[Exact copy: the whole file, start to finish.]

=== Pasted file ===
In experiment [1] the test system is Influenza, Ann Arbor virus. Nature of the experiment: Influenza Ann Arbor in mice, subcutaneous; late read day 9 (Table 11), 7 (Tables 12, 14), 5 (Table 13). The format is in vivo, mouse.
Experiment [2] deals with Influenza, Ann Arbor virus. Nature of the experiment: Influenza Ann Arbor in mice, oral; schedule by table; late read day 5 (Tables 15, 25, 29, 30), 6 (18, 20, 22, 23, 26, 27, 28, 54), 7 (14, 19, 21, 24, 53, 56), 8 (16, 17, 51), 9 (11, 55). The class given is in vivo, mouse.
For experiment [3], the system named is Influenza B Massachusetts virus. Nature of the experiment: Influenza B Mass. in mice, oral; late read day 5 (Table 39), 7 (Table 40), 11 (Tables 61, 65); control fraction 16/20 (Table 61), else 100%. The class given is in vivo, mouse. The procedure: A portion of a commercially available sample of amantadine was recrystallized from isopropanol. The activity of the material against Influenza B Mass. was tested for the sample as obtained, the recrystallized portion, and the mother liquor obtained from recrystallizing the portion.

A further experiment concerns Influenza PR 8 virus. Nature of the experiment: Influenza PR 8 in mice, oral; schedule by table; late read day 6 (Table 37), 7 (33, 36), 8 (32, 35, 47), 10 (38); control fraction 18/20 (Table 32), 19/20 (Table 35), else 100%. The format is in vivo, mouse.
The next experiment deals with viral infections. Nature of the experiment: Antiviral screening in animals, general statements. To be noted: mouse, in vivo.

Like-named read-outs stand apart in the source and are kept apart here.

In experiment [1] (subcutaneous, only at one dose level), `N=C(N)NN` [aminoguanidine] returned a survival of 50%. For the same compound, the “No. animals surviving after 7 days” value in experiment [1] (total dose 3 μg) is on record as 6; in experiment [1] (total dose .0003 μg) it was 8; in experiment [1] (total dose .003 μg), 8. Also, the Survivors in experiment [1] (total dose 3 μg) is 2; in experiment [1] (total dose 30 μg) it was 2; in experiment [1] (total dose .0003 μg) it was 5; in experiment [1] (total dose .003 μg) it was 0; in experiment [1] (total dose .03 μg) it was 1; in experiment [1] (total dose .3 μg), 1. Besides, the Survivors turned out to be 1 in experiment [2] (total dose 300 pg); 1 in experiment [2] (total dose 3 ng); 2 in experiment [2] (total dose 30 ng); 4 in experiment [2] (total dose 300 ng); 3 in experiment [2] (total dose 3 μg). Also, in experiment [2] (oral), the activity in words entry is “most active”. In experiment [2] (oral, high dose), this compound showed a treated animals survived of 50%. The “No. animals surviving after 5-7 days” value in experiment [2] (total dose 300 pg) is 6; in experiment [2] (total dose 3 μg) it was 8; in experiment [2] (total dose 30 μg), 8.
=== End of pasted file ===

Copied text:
In experiment [1] the test system is Influenza, Ann Arbor virus. Nature of the experiment: Influenza Ann Arbor in mice, subcutaneous; late read day 9 (Table 11), 7 (Tables 12, 14), 5 (Table 13). The format is in vivo, mouse.
Experiment [2] deals with Influenza, Ann Arbor virus. Nature of the experiment: Influenza Ann Arbor in mice, oral; schedule by table; late read day 5 (Tables 15, 25, 29, 30), 6 (18, 20, 22, 23, 26, 27, 28, 54), 7 (14, 19, 21, 24, 53, 56), 8 (16, 17, 51), 9 (11, 55). The class given is in vivo, mouse.
For experiment [3], the system named is Influenza B Massachusetts virus. Nature of the experiment: Influenza B Mass. in mice, oral; late read day 5 (Table 39), 7 (Table 40), 11 (Tables 61, 65); control fraction 16/20 (Table 61), else 100%. The class given is in vivo, mouse. The procedure: A portion of a commercially available sample of amantadine was recrystallized from isopropanol. The activity of the material against Influenza B Mass. was tested for the sample as obtained, the recrystallized portion, and the mother liquor obtained from recrystallizing the portion.

A further experiment concerns Influenza PR 8 virus. Nature of the experiment: Influenza PR 8 in mice, oral; schedule by table; late read day 6 (Table 37), 7 (33, 36), 8 (32, 35, 47), 10 (38); control fraction 18/20 (Table 32), 19/20 (Table 35), else 100%. The format is in vivo, mouse.
The next experiment deals with viral infections. Nature of the experiment: Antiviral screening in animals, general statements. To be noted: mouse, in vivo.

Like-named read-outs stand apart in the source and are kept apart here.

In experiment [1] (subcutaneous, only at one dose level), `N=C(N)NN` [aminoguanidine] returned a survival of 50%. For the same compound, the “No. animals surviving after 7 days” value in experiment [1] (total dose 3 μg) is on record as 6; in experiment [1] (total dose .0003 μg) it was 8; in experiment [1] (total dose .003 μg), 8. Also, the Survivors in experiment [1] (total dose 3 μg) is 2; in experiment [1] (total dose 30 μg) it was 2; in experiment [1] (total dose .0003 μg) it was 5; in experiment [1] (total dose .003 μg) it was 0; in experiment [1] (total dose .03 μg) it was 1; in experiment [1] (total dose .3 μg), 1. Besides, the Survivors turned out to be 1 in experiment [2] (total dose 300 pg); 1 in experiment [2] (total dose 3 ng); 2 in experiment [2] (total dose 30 ng); 4 in experiment [2] (total dose 300 ng); 3 in experiment [2] (total dose 3 μg). Also, in experiment [2] (oral), the activity in words entry is “most active”. In experiment [2] (oral, high dose), this compound showed a treated animals survived of 50%. The “No. animals surviving after 5-7 days” value in experiment [2] (total dose 300 pg) is 6; in experiment [2] (total dose 3 μg) it was 8; in experiment [2] (total dose 30 μg), 8.